So, I redesigned some new end stops brackets, that went in place of the ones I already had. Very good, so I thought. But I soon realised, that they were not wide enough, and after a few hits with the carriages, when doing G28 (home) command. One started to move, very slightly. In fact, it was getting pushed up, and out, a little. This slight movement up and out, and hardly noticeable to my eyes. Manifested in some of my prints not looking quite right. Mainly in the way of bed adhesion. I finally stumbled upon the problem when the carriage missed the end stop completely and lots of grinding noises were heard. It’s only then, that I realised, the end stop had been pushed too far out and the carriage wasn’t hitting it. So, the printer didn’t know when to stop on that particular axis.
Back to the drawing board. This time, I made them wider in the front edge, I also, cut in a 2mm x 20mm depression so that they were held in place and couldn’t spin at all. Also, I printed some gnarled head covers for the bolts, this was to make them easier to tighten with my fingers.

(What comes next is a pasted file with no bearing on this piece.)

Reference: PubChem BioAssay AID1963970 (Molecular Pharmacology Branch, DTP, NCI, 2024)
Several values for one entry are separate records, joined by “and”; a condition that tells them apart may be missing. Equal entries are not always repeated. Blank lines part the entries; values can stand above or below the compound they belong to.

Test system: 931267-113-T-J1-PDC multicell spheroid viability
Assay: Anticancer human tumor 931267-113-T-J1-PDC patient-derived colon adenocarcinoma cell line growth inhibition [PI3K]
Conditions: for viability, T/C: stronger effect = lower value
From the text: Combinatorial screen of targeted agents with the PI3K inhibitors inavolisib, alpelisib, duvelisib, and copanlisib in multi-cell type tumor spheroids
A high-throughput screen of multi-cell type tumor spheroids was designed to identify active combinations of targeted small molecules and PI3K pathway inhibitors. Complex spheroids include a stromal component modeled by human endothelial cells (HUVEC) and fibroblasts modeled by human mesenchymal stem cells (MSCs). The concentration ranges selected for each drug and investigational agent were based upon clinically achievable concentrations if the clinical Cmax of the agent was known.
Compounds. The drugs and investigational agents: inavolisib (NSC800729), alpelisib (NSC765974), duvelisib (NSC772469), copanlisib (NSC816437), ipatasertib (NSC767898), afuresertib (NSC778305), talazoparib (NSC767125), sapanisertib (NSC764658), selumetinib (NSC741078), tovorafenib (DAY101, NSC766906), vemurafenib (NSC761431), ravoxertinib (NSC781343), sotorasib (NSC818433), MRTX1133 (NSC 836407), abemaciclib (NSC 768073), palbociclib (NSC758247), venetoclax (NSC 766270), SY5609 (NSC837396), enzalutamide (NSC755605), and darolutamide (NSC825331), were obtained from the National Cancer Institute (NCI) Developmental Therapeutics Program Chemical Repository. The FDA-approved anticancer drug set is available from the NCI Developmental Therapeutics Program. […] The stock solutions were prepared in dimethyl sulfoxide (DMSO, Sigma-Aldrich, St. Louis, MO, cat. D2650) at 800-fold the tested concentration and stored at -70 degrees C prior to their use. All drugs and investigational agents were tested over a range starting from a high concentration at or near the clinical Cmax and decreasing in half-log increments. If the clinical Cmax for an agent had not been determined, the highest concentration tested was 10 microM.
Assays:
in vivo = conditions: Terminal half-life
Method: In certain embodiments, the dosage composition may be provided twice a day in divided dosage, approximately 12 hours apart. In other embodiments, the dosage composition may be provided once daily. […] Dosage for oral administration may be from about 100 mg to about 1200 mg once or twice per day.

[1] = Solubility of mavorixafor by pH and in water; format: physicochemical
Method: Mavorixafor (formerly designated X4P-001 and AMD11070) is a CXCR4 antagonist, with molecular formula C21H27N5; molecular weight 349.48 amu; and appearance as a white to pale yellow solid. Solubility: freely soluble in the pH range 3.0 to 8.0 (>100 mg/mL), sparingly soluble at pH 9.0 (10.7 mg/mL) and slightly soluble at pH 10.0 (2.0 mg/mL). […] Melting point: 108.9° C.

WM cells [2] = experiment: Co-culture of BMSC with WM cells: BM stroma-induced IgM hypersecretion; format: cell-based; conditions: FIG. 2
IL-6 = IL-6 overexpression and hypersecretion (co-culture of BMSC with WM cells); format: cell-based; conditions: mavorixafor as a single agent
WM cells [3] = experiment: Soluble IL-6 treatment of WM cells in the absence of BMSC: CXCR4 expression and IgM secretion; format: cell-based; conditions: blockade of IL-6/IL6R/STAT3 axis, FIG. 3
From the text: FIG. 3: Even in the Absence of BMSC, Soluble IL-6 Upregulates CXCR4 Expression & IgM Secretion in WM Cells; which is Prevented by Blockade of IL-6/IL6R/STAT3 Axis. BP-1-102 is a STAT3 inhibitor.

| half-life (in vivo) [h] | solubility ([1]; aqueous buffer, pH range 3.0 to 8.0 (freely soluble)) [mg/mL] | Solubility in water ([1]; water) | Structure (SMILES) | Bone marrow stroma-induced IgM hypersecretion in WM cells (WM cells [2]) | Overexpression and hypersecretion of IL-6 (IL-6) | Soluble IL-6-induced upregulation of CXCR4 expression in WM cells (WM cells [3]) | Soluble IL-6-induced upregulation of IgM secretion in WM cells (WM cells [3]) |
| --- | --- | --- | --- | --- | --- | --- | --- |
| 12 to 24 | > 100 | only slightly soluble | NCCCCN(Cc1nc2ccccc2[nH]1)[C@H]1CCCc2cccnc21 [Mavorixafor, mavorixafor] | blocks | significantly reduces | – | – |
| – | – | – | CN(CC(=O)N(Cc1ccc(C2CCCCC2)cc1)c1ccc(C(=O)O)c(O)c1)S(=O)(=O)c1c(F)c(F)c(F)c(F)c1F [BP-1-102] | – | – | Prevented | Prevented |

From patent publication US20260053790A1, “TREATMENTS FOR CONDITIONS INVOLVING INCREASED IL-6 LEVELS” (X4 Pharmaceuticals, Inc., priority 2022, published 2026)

I was wondering how hard the carriages hit the end stops. What I did to measure this, was to get a small piece of “BlueTac” and place it on top of the carriages, then see what the indentation was like, when I called G28. As it happened it was negligible to be fair, hardly leaving a mark. But it did answer a question, I had often wondered. In as much as, when the printer homed itself, was the act of hitting the end stops, moving them at all? Come on, I bet at some point you’ve though the same thing?